Coccydynia is the fancy term for a sore tailbone. When you have tailbone pain it is especially painful to sit down. It can be caused by several different things but often coccydynia is associated with falling on your behind or other events such as giving birth. It can also be referred pain from the low back, pelvic joints and surrounding muscles or in some cases there are no obvious reasons.
Coccydynia is more common in women, which is attributed to the difference in the female pelvis leaving the tailbone more exposed. Often those complaining with coccydynia describe dull/achy pain or sometimes more intense/sharp pain particularly with movement (e.g. rising from sitting) or after sitting for a long time. Often there can be discomfort during bowel movements. The symptoms may come on gradually or suddenly depending on the cause. When it starts gradually, people often start compensating by sitting on one bum cheek to take the pressure off of the tailbone area and lessen pain.
What causes this complaint? There are a number of different causes of tailbone pain so it is important to have a proper examination to determine why the pain is there and where it is coming from. Some common causes are:
Direct impact or a fall directly onto the tailbone e.g. a slip on ice landing on your bum
Prolonged sitting with your weight on your sacrum and tailbone e.g. flights/long car rides
Damage to the tailbone during childbirth (vaginal delivery)
Strain of the pelvic floor muscles from pregnancy
Gradual onset of soreness with no apparent cause
Referred pain from the low back, pelvic joints and surrounding muscles.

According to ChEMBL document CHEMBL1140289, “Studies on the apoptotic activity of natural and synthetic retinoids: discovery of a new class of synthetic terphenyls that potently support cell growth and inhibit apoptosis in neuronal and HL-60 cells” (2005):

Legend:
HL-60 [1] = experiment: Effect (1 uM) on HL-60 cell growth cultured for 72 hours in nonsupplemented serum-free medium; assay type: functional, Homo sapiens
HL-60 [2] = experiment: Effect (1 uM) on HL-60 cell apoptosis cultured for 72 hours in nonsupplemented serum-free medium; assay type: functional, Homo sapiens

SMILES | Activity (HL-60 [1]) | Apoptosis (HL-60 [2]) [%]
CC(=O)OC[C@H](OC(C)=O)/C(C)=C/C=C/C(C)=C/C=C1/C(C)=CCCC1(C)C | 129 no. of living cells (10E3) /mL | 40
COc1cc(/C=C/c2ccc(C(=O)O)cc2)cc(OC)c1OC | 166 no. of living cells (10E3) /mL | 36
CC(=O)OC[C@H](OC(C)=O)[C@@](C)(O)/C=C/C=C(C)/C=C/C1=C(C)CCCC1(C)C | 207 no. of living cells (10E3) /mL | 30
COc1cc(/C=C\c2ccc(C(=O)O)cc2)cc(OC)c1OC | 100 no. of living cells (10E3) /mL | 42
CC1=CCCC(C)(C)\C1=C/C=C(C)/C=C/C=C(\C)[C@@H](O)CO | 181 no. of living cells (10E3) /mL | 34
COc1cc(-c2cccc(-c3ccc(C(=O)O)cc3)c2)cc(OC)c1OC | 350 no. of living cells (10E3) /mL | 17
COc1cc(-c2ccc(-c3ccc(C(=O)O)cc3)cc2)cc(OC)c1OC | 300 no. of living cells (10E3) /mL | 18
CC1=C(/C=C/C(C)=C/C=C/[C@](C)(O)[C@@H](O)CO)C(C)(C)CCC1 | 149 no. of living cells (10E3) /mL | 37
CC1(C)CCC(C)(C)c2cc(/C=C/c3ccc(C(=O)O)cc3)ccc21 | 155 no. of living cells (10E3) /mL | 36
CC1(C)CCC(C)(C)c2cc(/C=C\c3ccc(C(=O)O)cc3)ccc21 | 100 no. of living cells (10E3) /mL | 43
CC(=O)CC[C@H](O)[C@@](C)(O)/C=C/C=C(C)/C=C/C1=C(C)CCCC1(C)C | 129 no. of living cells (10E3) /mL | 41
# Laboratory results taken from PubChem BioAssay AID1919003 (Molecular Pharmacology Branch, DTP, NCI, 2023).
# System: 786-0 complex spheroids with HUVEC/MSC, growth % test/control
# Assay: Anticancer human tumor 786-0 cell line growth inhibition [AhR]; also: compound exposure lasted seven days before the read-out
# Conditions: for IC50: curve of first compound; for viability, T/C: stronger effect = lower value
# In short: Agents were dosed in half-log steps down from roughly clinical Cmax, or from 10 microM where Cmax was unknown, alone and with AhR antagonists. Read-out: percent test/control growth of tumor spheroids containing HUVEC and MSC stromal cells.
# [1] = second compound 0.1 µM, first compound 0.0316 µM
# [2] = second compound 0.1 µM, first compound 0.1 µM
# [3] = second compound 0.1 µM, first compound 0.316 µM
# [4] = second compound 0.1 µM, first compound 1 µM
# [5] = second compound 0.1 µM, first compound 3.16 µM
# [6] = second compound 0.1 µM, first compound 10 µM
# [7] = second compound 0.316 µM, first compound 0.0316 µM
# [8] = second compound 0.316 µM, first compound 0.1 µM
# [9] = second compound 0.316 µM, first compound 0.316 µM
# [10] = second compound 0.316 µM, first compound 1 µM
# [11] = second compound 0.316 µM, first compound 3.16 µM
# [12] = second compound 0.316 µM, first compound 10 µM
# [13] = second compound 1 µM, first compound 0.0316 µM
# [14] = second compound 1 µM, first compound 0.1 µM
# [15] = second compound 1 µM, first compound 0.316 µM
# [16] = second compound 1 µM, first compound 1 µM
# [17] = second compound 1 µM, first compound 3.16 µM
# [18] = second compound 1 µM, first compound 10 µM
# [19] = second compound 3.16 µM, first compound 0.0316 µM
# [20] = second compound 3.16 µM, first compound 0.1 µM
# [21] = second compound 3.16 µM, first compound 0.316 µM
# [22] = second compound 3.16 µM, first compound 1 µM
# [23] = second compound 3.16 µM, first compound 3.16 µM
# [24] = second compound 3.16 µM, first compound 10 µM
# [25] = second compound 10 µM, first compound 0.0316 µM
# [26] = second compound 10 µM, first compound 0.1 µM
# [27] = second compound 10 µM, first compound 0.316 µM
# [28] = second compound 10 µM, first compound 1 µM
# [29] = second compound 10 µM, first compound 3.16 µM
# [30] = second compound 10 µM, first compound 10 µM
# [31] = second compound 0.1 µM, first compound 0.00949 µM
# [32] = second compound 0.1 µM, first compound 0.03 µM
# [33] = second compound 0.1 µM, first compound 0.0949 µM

Other causes of coccydynia include infections and tumours, but thankfully they are very rare. Thus certain conditions are not suitable for care at NBH. In that case I would refer you to your GP.
If care at NBH is suitable for your particular case of coccydynia, a plan of care would be prescribed for you and detailed education/advice on how to optimise your spinal and pelvic health to prevent recurrence or future injury.
To minimise pain, when sitting, try to sit tall and avoid slumping backwards which puts more pressure on your tailbone. Avoid sitting for long periods (no more than 45 minutes at a time). Stretch whenever possible. Likewise, avoid sitting on hard surfaces without a cushion (such as a wooden bench or a metal folding chair). Avoid leaning back against a wall when sitting. This will put added pressure on the tailbone, causing pain to worsen. Maintain good hip flexibility and squat regularly for gentle opening of the pelvic outlet to lengthen the muscles.
This post is a short introduction to coccydynia and some of the more common causes. If you have any further questions regarding this topic please do not hesitate to contact the clinic here. If you have been putting up with this pain, gentle hands-on care at Natural Back Health may be suitable for you. Call today to arrange your first visit!!
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